The deepening budget problem has resulted in the Governor calling for an unprecedented special session in late November.  Normally, the legislators would wait until the regular session and begin with a supplemental budget process as they did last year when cuts were made at that time.  This is not good for us for many reasons.  I have shared many times how difficult it is to cut once a budget has been adopted and now this will happen two years in a row.  We have also been "trimming" our budget for the last three years so the "fat" has been pretty much lost.  I understand and have empathy for our elected officials because they are in a similar position. 

This does not, however, remove them form the need to provide us with an adequate and stable funding base.  Something must change so that we do not go through the painful process of developing a balanced budget and then find within the first month that there will be less state revenue than what the budget was built upon.  Even more troublesome is that they then decide we should go three months into the budget year before they can tell us how much less revenue we will have. 

One additional reason for concern is the timing.  They are waiting until November for the next revenue forecast.  That makes sense for them, but for us it is a problem because we must certify our levy collection that month.  If we knew the cut by then we might have the capacity to offset some of it through this process.  Waiting until the end of November, if they even get done by then, eliminates this important option for us and for many others school districts.

In this Seattle Times article we learn that cutting at the state level is also much more difficult.  According to the Governor, they have fewer options.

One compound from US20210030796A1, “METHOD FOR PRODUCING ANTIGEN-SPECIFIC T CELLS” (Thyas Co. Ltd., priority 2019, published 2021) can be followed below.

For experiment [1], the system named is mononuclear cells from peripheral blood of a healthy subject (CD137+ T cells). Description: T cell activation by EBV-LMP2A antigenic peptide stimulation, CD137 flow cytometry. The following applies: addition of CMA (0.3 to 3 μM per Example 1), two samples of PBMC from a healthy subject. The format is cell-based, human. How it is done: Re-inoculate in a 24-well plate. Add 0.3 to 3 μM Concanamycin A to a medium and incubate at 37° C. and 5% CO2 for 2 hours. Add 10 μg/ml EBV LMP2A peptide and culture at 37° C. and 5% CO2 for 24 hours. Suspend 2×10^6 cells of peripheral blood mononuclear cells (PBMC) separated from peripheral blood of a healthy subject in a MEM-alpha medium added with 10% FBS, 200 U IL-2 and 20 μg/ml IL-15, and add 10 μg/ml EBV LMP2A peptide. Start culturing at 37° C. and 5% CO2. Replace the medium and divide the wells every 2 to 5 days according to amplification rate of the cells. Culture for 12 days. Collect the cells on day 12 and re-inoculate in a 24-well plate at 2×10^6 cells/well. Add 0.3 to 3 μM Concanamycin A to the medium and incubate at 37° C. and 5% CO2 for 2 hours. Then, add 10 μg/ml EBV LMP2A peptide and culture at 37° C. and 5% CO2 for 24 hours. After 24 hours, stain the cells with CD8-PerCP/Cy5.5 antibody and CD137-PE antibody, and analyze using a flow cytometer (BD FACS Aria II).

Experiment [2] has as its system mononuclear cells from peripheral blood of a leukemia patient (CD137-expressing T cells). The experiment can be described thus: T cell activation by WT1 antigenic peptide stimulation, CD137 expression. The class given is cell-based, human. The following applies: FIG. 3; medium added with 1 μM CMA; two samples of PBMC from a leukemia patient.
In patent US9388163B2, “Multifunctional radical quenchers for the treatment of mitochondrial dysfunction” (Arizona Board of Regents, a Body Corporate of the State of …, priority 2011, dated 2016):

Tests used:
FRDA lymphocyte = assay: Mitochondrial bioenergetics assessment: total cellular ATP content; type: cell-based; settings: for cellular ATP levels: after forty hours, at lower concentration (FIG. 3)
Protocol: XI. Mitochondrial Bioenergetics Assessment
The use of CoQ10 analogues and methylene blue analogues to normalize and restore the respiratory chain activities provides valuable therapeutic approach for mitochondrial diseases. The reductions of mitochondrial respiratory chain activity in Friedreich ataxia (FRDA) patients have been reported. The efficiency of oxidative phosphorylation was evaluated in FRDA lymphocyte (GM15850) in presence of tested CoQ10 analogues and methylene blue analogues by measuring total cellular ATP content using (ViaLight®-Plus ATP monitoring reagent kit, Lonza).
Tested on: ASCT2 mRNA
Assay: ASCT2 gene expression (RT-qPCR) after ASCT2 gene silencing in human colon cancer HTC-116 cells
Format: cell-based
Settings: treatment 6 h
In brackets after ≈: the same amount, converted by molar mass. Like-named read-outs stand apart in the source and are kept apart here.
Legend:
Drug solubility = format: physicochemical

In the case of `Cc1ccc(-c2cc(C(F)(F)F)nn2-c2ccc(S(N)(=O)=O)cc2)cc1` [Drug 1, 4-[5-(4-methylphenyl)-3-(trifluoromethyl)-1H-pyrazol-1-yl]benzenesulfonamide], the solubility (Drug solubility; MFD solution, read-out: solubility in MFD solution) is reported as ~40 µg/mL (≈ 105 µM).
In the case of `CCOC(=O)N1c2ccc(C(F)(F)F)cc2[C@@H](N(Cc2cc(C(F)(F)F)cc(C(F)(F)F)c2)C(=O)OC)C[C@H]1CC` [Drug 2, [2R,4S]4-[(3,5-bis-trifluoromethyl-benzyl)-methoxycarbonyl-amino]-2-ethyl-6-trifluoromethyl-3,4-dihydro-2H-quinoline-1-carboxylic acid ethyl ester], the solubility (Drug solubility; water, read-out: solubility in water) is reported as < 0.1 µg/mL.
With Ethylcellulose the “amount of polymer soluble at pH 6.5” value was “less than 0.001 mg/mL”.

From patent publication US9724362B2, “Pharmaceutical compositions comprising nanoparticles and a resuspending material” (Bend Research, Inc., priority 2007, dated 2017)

Gregoire contends that nearly two-thirds of the budget is essentially off-limits to cuts because of federal mandates and state constitutional restrictions. The biggest components are basic education, Medicaid, pensions and state debt.

That means the $2 billion in cuts must come from the remaining $8.7 billion of the budget that is unprotected by the constitution or federal law, the governor said. "That is, bottom line, a 23 percent cut," she said.

. . . "We're going to have to admit there are things we simply as a state can no longer do," she said.

The ranking Republican on the Senate Ways and Means Committee, however, has a different opinion.

Zarelli disagreed that any part of the budget is off-limits. For example, he said, the state could choose to stop certain services even if it meant losing federal matching dollars.

"A lot of times we simply do things because there is a 50 percent federal share. We still have state money in there. If that's not a high priority lets look at it from the perspective of what could you do with that money," he said.

I think this might be a long session or the leadership will cut a deal and get it approved and out so that they will be ready for the regular session where they can begin the process all over again.

Wednesday, September 21, 2011

Losing respect . . .

I seem to lately be focusing on the issue of respect for teachers and battles between the various groups attempting to fix us, meaning public schools.  This post is from Larry Ferlazzo a teacher sharing his Q and A ongoing column on Education Week Online about teacher respect.  Weekly, Larry is asked a question that he responds to online.  The question for this week is: